Making my own office furniture: part 5

One of the desk bases is complete. The second one is built but needs stain and topcoat.

I’ve been working on the top for one of the desks.  As a reminder, here’s the desk design from SketchUp.

The base of the top is 3/4″ oak plywood. Above that is a piece of 1/2″ BCX plywood underneath the porcelain insert. The border of the top is 1″ thick solid oak, with four 5/16″ diameter oak dowels at each joint. The border sits atop the oak plywood. Hence the total top thickness is roughly 1.75″. Solid oak trim pieces cover the edges of the oak plywood.

Below is a picture from when I was testing the fitment of the porcelain insert.  There’s a 3/16″ gap between the porcelain and the frame.  This is to allow for flexible grout or caulk, since wood isn’t dimensionally stable compared to porcelain.

Yes, that’s a big piece of porcelain. Nominally 30″ x 60″. It’s 6.5mm thick. It has a PEI rating of 5 (the highest rating), so it’s unlikely that I’ll ever scratch it. If it’s good enough for commercial flooring, it’s good enough for my desktops. The design is a marble look, and I continue to be amazed at how far along this stuff has come in 10 years. It’s pretty, and zero maintenance (unlike real stone). Plus it’s manmade; it doesn’t involve carving up the planet. And I can move it by myself.

The downside… my desk base doesn’t meet the deflection requirements for tile or porcelain. That means that until the desk is in place, I will likely not install the insert. And I’m not going to use thinset to set it, since it’d likely just crack. I considered Ditra, but I don’t really trust it to hold the porcelain if I ever move the top later. While I love Ditra, I’ve never tried it in an inverted situation which might occur if two people are moving the top. Plus thinset would make the whole thing even heavier. Note that the porcelain alone is 38 pounds. I’m guessing that the whole top will be more than 80 pounds. My intent at the moment is to use Loctite PL Premium MAX to adhere the porcelain to the plywood. I may change my mind, but I think it’s my best option.

At any rate, I’ve installed the frame on the plywood base with TiteBond III and many cabinet screws from underneath. I also pin nailed and glued the trim pieces (not seen in picture above), which are clamped and curing.

mcrover now monitors Plex server

mcrover is now monitoring my Plex server.
This was more work than expected. A big part of the issue here is that the REST API uses XML. I’ve always disliked using XML. It’s a nice technology, but when it comes to open source libraries for C++, it’s always been lacking.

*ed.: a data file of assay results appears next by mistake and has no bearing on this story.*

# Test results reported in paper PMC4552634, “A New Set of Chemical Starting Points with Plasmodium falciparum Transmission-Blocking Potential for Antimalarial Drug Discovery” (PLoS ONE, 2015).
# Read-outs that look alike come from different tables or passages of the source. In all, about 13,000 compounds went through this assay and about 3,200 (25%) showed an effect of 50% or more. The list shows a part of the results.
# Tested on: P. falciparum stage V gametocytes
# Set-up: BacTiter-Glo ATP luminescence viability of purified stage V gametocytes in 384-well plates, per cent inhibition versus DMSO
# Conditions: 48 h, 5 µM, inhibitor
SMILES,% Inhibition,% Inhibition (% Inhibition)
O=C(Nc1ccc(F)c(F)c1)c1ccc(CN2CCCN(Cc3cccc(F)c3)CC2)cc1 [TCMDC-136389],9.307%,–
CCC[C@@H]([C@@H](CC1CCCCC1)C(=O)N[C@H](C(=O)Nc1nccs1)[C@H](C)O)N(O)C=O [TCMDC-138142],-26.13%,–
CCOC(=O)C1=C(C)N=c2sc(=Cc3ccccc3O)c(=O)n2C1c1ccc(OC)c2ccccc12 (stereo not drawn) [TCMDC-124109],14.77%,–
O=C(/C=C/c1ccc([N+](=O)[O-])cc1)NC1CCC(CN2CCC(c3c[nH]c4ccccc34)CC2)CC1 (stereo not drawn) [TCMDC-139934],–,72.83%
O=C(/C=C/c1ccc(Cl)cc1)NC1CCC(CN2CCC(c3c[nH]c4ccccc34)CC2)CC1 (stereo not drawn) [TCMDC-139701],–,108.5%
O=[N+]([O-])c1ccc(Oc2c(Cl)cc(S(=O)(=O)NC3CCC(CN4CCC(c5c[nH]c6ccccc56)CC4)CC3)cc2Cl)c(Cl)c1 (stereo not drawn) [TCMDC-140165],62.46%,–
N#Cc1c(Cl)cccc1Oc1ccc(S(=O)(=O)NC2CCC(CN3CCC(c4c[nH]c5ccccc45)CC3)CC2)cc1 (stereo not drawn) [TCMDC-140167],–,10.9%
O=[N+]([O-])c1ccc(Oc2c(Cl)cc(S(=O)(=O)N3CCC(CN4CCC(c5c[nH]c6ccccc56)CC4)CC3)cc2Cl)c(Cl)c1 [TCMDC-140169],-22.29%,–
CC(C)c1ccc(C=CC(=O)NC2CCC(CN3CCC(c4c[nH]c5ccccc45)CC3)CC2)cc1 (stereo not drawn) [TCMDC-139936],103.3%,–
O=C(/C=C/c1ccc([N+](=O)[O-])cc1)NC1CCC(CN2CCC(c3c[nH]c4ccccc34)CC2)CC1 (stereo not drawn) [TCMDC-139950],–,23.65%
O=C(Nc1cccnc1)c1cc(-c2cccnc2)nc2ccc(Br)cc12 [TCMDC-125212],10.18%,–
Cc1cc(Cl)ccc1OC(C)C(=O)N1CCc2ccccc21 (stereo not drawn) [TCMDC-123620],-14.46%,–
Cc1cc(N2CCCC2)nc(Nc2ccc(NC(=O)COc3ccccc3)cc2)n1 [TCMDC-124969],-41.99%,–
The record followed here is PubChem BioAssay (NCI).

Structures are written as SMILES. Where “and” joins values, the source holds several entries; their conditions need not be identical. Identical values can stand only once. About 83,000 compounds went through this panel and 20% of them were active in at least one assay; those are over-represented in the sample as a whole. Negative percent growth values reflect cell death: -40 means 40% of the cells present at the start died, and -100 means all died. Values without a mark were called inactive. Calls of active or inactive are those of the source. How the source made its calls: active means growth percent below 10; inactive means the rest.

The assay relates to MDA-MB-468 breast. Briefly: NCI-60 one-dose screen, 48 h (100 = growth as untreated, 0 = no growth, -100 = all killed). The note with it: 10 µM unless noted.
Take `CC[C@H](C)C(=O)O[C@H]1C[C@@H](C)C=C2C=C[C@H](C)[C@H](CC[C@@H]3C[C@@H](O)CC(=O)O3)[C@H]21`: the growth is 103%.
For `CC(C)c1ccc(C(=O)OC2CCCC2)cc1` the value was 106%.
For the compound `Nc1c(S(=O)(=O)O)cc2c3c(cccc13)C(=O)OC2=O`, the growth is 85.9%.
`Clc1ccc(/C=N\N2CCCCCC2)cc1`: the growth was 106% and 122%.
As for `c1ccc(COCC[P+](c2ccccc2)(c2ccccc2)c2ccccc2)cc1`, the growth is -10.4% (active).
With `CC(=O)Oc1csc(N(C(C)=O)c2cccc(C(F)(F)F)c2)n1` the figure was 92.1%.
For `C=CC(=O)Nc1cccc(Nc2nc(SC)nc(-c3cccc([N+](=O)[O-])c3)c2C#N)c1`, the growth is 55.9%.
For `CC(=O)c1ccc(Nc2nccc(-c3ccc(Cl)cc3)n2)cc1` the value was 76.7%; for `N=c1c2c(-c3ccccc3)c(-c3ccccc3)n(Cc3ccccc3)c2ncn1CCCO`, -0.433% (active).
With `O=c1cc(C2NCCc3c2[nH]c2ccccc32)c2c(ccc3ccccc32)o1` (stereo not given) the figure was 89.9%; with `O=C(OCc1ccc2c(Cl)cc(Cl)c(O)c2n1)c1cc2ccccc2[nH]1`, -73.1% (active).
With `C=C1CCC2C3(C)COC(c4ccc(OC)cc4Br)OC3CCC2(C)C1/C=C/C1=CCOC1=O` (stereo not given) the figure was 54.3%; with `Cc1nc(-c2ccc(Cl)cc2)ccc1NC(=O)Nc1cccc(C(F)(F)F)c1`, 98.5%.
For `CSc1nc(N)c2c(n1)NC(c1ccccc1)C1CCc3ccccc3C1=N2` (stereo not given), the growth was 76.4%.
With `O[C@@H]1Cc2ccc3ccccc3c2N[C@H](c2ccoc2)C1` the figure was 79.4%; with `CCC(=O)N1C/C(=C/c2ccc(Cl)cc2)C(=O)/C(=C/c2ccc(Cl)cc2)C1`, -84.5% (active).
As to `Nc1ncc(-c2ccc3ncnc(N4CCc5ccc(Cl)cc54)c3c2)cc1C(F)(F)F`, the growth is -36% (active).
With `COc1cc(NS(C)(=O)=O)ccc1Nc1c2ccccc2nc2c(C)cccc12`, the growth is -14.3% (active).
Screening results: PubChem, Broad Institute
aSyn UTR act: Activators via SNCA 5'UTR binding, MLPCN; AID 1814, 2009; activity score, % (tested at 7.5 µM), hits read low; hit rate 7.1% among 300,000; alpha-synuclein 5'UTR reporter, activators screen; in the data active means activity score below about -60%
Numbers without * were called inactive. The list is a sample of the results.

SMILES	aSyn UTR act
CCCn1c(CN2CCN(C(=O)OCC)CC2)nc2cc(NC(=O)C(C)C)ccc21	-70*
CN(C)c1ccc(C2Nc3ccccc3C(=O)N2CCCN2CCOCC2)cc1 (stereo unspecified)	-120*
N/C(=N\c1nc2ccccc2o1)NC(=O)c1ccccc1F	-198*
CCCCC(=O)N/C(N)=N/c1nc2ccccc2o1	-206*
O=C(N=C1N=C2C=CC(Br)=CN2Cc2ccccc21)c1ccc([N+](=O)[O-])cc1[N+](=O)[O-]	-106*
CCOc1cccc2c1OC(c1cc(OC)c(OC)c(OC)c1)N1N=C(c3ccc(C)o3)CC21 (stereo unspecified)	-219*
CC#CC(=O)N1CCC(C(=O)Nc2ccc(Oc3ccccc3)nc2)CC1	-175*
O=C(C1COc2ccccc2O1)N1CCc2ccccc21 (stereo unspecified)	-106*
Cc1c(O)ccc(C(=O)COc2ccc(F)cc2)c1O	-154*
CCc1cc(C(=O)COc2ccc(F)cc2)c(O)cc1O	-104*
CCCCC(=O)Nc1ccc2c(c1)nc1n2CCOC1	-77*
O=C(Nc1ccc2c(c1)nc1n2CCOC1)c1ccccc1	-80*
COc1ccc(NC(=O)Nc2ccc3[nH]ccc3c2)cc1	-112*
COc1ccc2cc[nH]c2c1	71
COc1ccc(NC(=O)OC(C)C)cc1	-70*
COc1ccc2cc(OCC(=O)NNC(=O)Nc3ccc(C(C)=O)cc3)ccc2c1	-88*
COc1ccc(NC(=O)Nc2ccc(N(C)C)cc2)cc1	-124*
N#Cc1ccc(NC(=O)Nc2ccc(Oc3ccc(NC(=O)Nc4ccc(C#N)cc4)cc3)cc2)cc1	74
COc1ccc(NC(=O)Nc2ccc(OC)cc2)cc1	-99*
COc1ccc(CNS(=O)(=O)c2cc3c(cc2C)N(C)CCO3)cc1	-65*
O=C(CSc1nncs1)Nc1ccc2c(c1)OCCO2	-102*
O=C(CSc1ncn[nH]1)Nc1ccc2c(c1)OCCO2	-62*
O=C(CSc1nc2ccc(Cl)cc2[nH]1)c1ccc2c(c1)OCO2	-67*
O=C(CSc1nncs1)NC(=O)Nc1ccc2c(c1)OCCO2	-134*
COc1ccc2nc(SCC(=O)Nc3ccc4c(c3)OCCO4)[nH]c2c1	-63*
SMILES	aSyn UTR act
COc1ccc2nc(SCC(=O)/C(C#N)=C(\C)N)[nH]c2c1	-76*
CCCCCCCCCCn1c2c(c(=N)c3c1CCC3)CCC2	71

Long ago, I used Xerces. Not because it’s the best, but because it was the only liberally licensed library with support for DTD and Schema validation. That is still the case today. Unfortunately, it’s very cumbersome to use and is written in old C++ (as in C++ 1998). There’s a lot of boilerplate, a considerable amount of global state (very bad for multithreaded applications), and a lot of the memory management is left to the application. I can’t imagine anyone today is using it in production.

But I plunged ahead anyway. Sadly, it was a mistake. Somewhere it was stomping on the stack, often in ways that caused problems deep inside openssl (which I don’t use directly, instead using boost::beast and boost::certify). The stack corruption caused problems trying to debug, and I didn’t have the time to figure it out. And of course I’m always suspicious of openssl, given the fact that it’s written in C and many of us lived through Heartbleed and many other critical openssl vulnerabilities. To be honest, we’ve been in desperate need of a really good, modern (and in at least C++11) C++ implementation of TLS for more than a decade. Of course I could rant about our whole TLS mess for hours, but I’ll spare you.

Time being of the essence, I switched to pugixml. I don’t need DTD/Schema validation. Problem gone, a lot less code, and a much more modern API (much harder to shoot yourself in the foot).

Inside mcrover, I’m using XPath on the XML returned by Plex. The internal code is generic; it would not be much work to support other Web applications with XML interfaces. The XPath I look for in the XML is a configuration item, and really the only reason I have something specific for Plex is their use of an API token. But the configuration is generic enough that supporting other XML Web applications shouldn’t be difficult.

At any rate, what I have now works. So now I don’t get blackholed fixing a Plex issue when I haven’t used it for months and something has gone wrong. I know ahead of time.